Encouragingly, in May 2021, surging sales of plug-in hybrid and full-electric cars triggered momentum in German vehicle sales. Per the KBA federal motor transport authority, approximately 26,800 passenger cars with battery-powered electric vehicles (EVs) were newly registered, representing an astonishing 380% year-on-year rise, and roughly 27,200 new plug-in hybrids were sold, jumping 300%. New passenger car registrations in Germany totaled 230,635 during the month, up 37% from May 2020. Also, registrations grew 13% to 1.12 million in the first five months of 2021.
German carmakers, once world leaders in automotive innovation, have been lately revving up their electrification strides, taking cues from the EV behemoth Tesla TSLA. In March 2021, Volkswagen VWAGY unveiled its roadmap to longer range EVs, cheaper batteries, and better charging during its Power Day presentation. This highlighted the Zacks Rank #2 (Buy) company’s ambitious EV plans, and made clear that the company will leave no stone unturned in becoming the undisputed leader in the EV landscape. In fact, in April, Volkswagen’s ID.4 reached 7,565 registrations, topping the plug-in car sales in Europe for the month. You can see the complete list of today’s Zacks #1 Rank (Strong Buy) stocks here.
Recently, the German government issued a green signal to the use of fully autonomous robotaxis, allowing driverless vehicles to operate, without a human safety operator behind the wheel, on public roads by 2022. With this, Germany is set to become the world’s first major economy to legalize the commercial use of fully autonomous vehicles, beating the United States and China.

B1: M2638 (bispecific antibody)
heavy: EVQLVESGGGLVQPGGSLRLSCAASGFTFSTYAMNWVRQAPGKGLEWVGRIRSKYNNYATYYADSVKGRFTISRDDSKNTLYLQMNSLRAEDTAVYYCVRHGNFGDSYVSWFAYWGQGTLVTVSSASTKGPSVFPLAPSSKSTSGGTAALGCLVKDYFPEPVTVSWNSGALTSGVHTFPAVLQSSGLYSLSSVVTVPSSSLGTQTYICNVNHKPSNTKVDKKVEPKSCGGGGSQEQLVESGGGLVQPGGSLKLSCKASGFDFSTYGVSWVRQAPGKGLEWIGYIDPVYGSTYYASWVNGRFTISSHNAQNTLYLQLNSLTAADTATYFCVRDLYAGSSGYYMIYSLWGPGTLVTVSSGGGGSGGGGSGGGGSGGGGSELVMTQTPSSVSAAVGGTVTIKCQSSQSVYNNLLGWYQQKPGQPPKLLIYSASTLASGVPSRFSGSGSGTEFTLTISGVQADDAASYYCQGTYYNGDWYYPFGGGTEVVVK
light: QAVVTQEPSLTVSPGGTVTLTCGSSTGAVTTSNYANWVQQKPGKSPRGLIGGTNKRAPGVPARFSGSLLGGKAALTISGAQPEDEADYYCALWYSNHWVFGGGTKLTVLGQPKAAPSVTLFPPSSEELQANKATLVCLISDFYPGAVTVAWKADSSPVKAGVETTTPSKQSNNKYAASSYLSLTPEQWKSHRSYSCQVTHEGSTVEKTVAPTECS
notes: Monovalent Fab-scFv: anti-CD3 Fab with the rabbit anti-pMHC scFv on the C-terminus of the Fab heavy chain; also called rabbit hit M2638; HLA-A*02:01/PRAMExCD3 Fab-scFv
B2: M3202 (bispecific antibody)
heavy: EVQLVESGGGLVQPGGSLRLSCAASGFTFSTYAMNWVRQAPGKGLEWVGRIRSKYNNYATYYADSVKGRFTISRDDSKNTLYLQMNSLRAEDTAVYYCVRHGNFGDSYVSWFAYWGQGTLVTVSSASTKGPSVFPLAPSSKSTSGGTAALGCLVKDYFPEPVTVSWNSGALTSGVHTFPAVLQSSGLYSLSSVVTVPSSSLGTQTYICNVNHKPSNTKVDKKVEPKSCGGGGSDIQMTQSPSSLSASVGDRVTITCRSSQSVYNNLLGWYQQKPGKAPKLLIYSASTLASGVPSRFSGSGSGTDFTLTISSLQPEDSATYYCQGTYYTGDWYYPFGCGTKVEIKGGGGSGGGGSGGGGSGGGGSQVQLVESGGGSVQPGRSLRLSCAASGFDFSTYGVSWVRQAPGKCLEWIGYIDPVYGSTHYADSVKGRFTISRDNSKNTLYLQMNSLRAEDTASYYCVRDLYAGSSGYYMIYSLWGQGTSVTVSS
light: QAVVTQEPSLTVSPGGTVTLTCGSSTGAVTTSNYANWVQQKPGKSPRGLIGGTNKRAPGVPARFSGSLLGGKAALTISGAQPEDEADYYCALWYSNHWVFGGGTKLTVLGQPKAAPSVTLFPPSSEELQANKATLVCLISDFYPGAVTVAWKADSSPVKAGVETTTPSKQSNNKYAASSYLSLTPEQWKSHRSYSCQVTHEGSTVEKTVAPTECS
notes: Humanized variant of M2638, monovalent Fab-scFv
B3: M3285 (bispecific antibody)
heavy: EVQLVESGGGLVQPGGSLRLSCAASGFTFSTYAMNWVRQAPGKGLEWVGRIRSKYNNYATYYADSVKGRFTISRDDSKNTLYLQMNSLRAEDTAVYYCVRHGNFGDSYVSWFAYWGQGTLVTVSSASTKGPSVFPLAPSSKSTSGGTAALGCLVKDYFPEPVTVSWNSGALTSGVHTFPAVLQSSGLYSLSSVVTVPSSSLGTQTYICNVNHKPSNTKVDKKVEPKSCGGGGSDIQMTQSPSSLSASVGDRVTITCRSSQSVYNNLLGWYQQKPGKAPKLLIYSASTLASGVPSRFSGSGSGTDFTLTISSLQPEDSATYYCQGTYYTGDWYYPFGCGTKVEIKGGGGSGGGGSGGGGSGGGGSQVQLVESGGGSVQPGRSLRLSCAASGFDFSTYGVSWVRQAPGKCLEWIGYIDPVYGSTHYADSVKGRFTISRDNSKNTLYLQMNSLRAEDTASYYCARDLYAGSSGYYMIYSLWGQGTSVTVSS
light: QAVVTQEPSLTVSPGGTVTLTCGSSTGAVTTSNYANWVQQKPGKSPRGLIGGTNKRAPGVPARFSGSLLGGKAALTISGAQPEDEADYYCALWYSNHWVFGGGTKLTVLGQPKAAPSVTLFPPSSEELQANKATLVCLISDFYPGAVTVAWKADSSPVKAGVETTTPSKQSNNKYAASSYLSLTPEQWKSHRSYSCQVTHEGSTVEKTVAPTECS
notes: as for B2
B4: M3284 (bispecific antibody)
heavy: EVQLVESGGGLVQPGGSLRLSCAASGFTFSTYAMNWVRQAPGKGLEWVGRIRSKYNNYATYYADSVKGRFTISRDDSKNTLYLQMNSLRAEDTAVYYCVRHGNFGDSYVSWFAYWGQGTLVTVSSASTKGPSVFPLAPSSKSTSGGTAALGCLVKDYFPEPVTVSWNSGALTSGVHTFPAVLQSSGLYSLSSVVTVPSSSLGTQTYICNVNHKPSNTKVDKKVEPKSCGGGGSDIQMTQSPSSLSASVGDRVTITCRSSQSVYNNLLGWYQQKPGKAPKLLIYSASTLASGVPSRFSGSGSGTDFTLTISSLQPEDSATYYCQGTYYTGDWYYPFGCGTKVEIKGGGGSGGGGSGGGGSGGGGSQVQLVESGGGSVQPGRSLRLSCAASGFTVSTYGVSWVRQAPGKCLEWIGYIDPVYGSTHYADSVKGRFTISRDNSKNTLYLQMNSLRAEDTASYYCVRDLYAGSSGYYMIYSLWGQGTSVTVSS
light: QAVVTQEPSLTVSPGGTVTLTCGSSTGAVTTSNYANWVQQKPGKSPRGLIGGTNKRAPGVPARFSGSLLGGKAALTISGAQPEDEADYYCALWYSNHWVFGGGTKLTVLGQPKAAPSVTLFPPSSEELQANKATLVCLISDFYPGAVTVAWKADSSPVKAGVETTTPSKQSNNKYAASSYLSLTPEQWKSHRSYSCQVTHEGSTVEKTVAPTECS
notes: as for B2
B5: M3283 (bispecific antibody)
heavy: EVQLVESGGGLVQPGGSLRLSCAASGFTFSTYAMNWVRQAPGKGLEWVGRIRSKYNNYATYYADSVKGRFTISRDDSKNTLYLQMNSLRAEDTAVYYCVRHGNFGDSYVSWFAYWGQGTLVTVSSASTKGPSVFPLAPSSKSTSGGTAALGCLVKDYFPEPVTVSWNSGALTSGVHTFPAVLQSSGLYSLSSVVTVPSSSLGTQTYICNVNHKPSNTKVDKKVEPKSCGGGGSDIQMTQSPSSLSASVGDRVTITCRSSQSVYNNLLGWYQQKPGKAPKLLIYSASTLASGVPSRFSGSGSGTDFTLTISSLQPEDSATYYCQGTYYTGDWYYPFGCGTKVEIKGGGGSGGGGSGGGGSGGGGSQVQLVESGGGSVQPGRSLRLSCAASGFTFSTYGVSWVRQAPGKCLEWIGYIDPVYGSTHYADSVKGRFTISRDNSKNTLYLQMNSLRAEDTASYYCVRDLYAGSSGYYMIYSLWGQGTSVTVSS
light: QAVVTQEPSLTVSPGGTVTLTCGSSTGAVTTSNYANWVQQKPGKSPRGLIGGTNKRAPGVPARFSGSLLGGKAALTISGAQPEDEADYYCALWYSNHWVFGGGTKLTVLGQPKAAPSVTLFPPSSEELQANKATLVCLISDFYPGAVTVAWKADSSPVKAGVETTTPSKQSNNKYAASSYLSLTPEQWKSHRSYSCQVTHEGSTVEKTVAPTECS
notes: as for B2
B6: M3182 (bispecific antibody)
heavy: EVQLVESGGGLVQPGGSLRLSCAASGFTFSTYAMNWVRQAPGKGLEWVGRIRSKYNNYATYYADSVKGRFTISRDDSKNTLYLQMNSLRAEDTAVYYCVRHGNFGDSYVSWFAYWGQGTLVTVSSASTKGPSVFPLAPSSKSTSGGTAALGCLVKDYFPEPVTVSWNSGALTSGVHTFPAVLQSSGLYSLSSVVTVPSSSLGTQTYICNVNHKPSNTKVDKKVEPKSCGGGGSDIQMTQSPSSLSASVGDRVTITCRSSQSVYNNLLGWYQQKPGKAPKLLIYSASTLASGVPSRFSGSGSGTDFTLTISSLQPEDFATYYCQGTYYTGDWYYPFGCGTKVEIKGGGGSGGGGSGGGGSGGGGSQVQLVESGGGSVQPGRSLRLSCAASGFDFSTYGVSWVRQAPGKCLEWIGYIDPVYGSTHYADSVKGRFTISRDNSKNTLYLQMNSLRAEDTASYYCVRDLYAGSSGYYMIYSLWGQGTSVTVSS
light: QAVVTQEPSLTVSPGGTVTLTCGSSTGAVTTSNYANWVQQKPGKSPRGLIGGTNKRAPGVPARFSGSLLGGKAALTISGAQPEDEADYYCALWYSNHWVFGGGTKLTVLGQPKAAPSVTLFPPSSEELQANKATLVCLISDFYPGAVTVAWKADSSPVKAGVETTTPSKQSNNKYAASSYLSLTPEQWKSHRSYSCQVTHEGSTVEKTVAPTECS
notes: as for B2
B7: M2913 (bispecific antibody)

However, amid this improving scenario, the global upheaval of the pandemic prompted a supply-chain crisis in the economy, resulting in a worldwide crunch in the supply of semiconductor chips.
In fact, the massive shortage in semiconductors threatened to cripple production in one of Germany’s biggest industries— the auto industry. This forced major auto companies in the nation, such as Volkswagen, Daimler DDAIF and BMW AG BAMXF, to trim vehicle production in recent months. Moreover, the deficit in the semiconductor market delayed the economic rebound after the coronavirus pandemic.
As a major sigh of relief, German technology company, Bosch, opened a 1-billion-euro ($1.2 billion) chip factory in the city of Dresden, last week, to cater to the rising demand for semiconductors. The factory marks the largest single investment in Bosch’s130-year track record. The state-of-the-art plant, which received a 200-million-euro ($243million) aid under an EU investment scheme, will start making chips for power tools in July, with output of chips to begin from September. This, in turn, will support the revival of the European semiconductor industry.
The automotive industry is the backbone of German industries. The year 2020 will be etched as a doomed year in the history of Germany’s automotive sector, with the pandemic-enforced shutdown taking its toll. In fact, the economic rebound in 2021 has also been shaky due to the supply-chain woes.
Nonetheless, as we look through the second half of 2021, the German auto sector remains cautiously optimistic, given the nation’s fueled transition to electric mobility, thanks to the government’s stimulus package.